If the abutment / crown are well fitting and immobile, treat the restoration like a natural tooth: Attempt to prepare it for a crown and impression it like regular C&B case. Half way through, the existing crown can be delaminated from the underlying abutment , reducing the need to fully prepping the metal. By then however, you may find that the vibrations and "heat" of the preparation have made it easy to turn the screw with lower pressure! If you must remove and replace the abutment: While the screw head is not stripped : You should be able to use whatever torque wrench you are using to put as much pressure as your hardware can take. Of course you are keeping a good apical pressure while forcing it anti-clockwise to avoid stripping the head. Most likely you will be able to unscrew around 40-60 NCm.(varies greatly depending on specific screw properties) Beyond that you are risking separating the head of the screw or stripping it depending on various mechanical factors. If the head is snapped: Your abutment will come out easily and you should very very carefully, with good magnification and illumination, using an explorer, turn the body of the screw, which should be loose and kind of wobbly at this time, anti-clockwise to remove it. If you strip the head: Use a number 1 round FG long shank bur in high speed with good irrigation to grind off the head of the screw until abutment is released. You will most likely need a new abutment after this procedure, but your implant is 100% protected and unaffected by your actions. I just posted this on another thread. When you have a broken screw, typically, if the screw is correctly engineered and matched with the implant, when over stressed, head is separated before the threads start with some of the body (as little as .2mm )sticking out. Again if properly matched, no matter how tight it was torqued, the screw body would be loose in the implant after separation.. You should be able to turn the loose screw body by tip of an explorer until the body is out. Use illumination and magnification for this task. If the screw is not a perfect match, and it has bottomed out , or it is not loose when the head is removed, then, you are screwed. Not easy to remove the bottomed out / tight screw without substantial damage to implant. In this case, you may want to consider placing a stronger implant and use original parts for restorations. Hope this helps.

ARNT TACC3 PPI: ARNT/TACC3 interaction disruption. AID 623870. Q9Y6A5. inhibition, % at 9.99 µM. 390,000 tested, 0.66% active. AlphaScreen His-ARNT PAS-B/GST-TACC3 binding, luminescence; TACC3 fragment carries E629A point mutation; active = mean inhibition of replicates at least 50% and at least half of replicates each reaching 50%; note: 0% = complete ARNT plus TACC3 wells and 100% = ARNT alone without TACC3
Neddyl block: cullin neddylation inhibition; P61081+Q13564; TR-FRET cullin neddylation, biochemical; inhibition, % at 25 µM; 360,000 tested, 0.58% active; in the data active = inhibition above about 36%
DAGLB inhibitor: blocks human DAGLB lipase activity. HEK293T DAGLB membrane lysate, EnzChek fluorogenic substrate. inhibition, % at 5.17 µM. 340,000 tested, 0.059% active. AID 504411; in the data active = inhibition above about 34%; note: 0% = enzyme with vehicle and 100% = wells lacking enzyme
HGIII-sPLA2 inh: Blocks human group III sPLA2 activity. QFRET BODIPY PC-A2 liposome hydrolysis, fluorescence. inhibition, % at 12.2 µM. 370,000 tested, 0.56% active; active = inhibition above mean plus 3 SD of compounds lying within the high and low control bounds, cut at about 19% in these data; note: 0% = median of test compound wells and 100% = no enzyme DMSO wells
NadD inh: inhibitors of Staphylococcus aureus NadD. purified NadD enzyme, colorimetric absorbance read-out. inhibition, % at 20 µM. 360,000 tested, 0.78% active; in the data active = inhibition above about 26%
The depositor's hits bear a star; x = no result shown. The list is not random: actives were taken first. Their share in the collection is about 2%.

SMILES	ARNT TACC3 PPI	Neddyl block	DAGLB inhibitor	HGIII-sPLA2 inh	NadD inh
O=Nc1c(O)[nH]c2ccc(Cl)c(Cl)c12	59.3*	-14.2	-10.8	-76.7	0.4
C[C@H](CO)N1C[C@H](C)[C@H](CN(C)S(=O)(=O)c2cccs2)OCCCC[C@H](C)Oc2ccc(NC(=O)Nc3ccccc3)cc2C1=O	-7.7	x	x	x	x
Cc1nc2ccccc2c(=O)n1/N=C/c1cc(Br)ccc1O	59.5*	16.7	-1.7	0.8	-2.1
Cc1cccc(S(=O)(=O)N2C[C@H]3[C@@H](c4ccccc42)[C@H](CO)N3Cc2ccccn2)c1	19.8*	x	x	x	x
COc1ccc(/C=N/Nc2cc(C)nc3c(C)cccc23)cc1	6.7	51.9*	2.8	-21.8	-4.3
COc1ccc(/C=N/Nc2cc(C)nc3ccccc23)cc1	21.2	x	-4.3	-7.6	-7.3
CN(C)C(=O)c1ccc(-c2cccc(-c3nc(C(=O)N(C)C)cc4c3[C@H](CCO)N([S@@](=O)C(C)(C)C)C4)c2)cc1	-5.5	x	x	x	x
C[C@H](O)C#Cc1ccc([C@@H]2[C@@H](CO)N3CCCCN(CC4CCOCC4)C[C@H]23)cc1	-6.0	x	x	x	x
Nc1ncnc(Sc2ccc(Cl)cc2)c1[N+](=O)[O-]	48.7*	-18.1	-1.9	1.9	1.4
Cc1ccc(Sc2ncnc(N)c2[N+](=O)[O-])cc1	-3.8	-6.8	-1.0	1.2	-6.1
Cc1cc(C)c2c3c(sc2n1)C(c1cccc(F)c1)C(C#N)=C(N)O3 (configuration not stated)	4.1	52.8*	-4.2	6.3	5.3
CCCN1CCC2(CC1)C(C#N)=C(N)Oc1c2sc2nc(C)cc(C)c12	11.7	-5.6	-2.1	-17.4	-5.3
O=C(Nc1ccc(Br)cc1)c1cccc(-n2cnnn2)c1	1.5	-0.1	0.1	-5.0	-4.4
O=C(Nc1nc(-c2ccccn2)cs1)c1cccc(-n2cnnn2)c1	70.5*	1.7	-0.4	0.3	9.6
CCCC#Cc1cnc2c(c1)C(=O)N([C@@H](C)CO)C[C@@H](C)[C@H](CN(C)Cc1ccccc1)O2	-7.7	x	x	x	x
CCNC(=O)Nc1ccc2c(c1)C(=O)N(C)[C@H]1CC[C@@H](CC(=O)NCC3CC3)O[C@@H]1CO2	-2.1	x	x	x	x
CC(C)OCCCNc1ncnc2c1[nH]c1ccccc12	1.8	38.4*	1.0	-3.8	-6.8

Why Implant Companies Should Choose Pouches over Vials for Dental Implant Packaging Why vials were used in the past? Dental implants were first commercialized for the industry by using vials as it was a relatively okay solution to ensure the implants that were sterile and would remain so. Injectable water vials were the first packaging solution for dental implants. Many factories were easily capable of of making injectable water vials due to how inexpensively they could be made as well as being a reliable solution to seal the implants off. Why did they get replaced by plastic vials?